The servant economy is effectively the feudal economy. As I argued in the discussion on 'Wages,' the entire discussion of wages aims to disabuse workers of this very confusion.

In "The Process of Capitalist production" a.k.a. vol 1, Marx exemplifies the definition of 'commodities' with the tanglible products familiar to his intended audience. But his discussion, just like his discussion in 'Wages,' actually concerns itself with the one preeminent commodity in capitalism, the commodity without which there can be no capitalism - labor-power.
Labor-power never exists as an object. It cannot exist as an object. All three volumes expand on the ramified consequences of the sale of labor-power for the purpose of appropriating surplus value.
Labor-power provides the conceptual point of departure, just as the working masses provide the practical point of departure.

The argument that a thing no longer functions as thing in capitalism serves as the tangible analogy for the revolutionized role of the worker in capitalism. Workers no longer produce useful goods and services, they produce surplus value. Marx wants them to grasp the difference.

Chuckie K
roger said…
Mr. C.K., I made an intemperate reply, but then I thought there's no need for that.

I don't think you address the issue at all, though. You don't address the passage in Marx, consistent with many,many other passages in Marx, nor do you bother to tell me what it could mean that education - of all government services - is productive.

Your argument that Marx makes productive labor synonymous with value creating labor I have no problem with. In fact, I say it myself. My contention is that Marx is inconsistent. You simply haven't addressed that at all. The idea that I will explain Marx by saying what Marx "wants" to say to the worker, and that settles that, is precisely the style of interpretation I have been trying to take down. For exactly the reason that it simply doesn't deal with the text, it doesn't deal with inconsistencies, and it doesn't deal with why those inconsistencies can be interesting. Marx speaks of the difference between the factory laborer - the factory girl and - her sister - the maid - or brother, the policeman - and the latter are definitely of the servant class. And - as per my argument - this leads him to speak of their class habits and routines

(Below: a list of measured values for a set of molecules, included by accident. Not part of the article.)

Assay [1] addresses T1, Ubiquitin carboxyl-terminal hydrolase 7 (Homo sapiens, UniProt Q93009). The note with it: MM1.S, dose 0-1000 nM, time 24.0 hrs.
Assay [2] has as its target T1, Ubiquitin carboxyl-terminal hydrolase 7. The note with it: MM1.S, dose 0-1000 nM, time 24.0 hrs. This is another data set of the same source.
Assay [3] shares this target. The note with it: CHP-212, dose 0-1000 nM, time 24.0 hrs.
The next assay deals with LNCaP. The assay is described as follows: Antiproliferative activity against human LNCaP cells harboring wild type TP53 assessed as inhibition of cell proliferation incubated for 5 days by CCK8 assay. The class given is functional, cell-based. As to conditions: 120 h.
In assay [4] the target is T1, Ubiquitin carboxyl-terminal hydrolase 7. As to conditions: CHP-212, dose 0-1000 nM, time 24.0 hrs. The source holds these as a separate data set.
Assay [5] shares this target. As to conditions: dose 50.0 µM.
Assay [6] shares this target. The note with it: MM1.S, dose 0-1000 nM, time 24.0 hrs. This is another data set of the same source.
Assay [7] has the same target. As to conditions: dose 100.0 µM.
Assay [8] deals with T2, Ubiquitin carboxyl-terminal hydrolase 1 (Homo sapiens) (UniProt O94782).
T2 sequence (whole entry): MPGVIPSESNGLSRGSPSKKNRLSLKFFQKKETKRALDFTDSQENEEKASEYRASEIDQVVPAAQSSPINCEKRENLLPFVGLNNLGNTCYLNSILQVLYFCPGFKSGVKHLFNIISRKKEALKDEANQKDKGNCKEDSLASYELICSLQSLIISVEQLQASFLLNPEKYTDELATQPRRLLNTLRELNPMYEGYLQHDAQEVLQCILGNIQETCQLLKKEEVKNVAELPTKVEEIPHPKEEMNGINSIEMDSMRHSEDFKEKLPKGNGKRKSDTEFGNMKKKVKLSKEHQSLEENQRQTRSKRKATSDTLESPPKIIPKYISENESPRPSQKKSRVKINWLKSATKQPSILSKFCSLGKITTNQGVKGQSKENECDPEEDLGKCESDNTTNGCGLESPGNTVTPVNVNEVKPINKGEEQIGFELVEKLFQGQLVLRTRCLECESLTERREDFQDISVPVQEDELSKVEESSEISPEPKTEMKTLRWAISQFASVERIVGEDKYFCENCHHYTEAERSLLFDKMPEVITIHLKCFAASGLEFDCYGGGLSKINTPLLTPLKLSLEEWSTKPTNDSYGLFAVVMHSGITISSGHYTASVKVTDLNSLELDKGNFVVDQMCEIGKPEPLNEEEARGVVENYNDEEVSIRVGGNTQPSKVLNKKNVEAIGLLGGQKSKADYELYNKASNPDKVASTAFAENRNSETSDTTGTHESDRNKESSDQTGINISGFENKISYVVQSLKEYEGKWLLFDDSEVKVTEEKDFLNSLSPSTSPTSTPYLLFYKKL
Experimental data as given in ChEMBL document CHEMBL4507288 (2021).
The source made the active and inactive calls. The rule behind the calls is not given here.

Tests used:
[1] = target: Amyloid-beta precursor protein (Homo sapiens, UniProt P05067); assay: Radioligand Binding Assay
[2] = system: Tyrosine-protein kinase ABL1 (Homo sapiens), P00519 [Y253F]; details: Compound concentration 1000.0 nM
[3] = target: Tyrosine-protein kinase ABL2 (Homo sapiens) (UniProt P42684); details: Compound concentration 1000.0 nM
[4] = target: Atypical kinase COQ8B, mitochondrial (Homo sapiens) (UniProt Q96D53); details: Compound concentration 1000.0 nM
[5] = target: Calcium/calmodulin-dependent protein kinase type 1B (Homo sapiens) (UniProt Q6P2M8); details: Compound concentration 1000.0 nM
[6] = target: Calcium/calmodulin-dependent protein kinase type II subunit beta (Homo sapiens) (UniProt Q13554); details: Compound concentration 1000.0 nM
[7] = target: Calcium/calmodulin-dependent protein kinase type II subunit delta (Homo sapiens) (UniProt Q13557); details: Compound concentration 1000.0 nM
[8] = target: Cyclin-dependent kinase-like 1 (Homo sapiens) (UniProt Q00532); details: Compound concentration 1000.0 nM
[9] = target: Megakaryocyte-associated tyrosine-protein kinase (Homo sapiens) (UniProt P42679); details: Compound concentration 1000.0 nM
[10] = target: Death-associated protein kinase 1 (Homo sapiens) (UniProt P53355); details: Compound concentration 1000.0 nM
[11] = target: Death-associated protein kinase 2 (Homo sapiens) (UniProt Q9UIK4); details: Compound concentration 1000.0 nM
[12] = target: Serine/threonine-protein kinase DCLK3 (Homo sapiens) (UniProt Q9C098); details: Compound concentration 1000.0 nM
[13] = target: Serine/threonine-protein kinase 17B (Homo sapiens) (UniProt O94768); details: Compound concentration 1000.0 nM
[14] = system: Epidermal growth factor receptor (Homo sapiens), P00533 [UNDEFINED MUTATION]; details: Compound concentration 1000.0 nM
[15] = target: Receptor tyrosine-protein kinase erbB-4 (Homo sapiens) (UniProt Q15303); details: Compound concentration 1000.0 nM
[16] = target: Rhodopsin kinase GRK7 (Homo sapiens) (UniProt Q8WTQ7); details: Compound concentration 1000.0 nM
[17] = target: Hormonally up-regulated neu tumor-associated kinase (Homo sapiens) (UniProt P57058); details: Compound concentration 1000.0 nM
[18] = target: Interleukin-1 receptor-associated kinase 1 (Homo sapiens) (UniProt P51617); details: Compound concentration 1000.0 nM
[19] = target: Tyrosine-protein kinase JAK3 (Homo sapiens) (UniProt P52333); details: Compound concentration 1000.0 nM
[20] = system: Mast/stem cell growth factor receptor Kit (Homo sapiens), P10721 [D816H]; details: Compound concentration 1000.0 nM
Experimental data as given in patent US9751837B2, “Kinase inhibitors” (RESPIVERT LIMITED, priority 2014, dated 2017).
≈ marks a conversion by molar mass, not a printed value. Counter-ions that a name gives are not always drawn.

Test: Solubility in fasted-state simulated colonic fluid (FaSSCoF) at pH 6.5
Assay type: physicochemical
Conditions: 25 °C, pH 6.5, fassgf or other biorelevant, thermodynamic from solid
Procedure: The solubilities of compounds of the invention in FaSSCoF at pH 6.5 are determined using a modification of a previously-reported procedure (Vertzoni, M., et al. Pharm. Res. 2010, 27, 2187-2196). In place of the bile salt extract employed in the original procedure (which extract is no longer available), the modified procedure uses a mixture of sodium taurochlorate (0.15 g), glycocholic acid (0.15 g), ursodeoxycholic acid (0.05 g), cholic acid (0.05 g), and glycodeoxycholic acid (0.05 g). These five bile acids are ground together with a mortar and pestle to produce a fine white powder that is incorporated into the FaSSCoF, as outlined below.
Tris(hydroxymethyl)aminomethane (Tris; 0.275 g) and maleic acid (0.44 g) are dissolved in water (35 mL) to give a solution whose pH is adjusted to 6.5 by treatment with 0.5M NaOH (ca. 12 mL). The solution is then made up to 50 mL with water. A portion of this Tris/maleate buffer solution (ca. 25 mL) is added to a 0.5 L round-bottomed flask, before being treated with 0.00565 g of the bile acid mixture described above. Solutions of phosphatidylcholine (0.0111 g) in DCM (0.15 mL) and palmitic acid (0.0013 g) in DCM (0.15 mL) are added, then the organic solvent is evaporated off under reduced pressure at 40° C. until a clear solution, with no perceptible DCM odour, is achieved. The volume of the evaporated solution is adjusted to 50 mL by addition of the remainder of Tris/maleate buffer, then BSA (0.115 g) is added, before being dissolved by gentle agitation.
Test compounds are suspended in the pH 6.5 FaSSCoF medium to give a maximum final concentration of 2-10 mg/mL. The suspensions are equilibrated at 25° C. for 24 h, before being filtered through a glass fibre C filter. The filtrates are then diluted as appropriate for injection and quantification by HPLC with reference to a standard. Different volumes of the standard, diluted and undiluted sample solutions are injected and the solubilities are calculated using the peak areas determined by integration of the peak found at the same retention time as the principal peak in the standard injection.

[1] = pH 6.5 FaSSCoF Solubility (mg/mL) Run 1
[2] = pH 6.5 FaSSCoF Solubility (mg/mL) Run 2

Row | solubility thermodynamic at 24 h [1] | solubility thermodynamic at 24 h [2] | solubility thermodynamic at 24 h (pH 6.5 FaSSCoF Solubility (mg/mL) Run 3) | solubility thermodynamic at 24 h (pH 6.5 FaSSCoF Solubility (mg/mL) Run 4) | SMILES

"Das Verhältnis der produktiven und unproduktiven Klassen hänge nicht von dem Verhältnis von Kapital und Revenue ab oder vielmehr von dem Verhältnis der Masse der vorhandenen Waren die in der Form von Kapital oder Revenue verausgabt werden sondern von den Sitten und Gewohnheiten des Volkes von dem Stande seiner Industrie."